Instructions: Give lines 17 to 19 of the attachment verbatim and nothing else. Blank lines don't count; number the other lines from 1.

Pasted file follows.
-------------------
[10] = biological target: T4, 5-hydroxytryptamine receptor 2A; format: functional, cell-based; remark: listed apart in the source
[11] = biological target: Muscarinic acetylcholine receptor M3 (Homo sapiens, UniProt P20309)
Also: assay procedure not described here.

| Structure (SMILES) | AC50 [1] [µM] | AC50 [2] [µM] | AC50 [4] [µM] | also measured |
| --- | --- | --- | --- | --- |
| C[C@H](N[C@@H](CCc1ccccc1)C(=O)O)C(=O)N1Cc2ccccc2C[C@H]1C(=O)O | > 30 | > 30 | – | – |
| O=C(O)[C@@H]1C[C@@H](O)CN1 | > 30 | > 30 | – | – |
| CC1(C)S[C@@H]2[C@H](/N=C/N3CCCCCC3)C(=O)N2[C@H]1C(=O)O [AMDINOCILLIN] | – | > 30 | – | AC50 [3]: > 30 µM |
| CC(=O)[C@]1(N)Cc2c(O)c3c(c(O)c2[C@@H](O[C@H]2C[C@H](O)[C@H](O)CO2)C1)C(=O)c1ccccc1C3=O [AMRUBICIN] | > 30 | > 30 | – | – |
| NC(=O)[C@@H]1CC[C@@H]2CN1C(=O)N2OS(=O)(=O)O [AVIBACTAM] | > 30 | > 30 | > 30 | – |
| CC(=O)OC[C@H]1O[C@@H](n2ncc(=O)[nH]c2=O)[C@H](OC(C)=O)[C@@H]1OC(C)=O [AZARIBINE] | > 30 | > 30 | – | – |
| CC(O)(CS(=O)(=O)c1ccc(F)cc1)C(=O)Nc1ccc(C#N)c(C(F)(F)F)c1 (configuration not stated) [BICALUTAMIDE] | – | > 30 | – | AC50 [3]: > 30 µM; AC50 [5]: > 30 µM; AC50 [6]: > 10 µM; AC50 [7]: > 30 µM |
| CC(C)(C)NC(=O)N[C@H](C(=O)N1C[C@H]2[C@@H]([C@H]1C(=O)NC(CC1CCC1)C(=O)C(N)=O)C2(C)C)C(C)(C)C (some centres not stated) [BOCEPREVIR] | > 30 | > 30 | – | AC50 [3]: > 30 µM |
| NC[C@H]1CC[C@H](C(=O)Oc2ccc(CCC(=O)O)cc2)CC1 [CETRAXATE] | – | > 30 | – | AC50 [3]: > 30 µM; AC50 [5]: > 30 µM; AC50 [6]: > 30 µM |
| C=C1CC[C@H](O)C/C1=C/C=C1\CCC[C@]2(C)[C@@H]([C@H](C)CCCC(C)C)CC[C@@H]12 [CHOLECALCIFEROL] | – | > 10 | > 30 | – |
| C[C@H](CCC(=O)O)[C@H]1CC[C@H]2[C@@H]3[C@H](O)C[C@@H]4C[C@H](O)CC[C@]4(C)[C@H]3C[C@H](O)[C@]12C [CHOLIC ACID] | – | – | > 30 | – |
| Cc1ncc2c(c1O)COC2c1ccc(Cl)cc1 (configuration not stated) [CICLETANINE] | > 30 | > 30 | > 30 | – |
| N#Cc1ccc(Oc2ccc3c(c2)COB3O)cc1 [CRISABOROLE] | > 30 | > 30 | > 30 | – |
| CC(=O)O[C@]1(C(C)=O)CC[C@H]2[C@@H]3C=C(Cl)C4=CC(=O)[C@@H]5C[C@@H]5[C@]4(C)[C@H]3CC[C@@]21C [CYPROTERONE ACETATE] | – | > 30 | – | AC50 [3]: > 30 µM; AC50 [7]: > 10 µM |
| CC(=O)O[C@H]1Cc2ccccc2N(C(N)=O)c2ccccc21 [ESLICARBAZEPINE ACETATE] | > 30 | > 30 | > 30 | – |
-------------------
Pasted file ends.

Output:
| Cc1ncc2c(c1O)COC2c1ccc(Cl)cc1 (configuration not stated) [CICLETANINE] | > 30 | > 30 | > 30 | – |
| N#Cc1ccc(Oc2ccc3c(c2)COB3O)cc1 [CRISABOROLE] | > 30 | > 30 | > 30 | – |
| CC(=O)O[C@]1(C(C)=O)CC[C@H]2[C@@H]3C=C(Cl)C4=CC(=O)[C@@H]5C[C@@H]5[C@]4(C)[C@H]3CC[C@@]21C [CYPROTERONE ACETATE] | – | > 30 | – | AC50 [3]: > 30 µM; AC50 [7]: > 10 µM |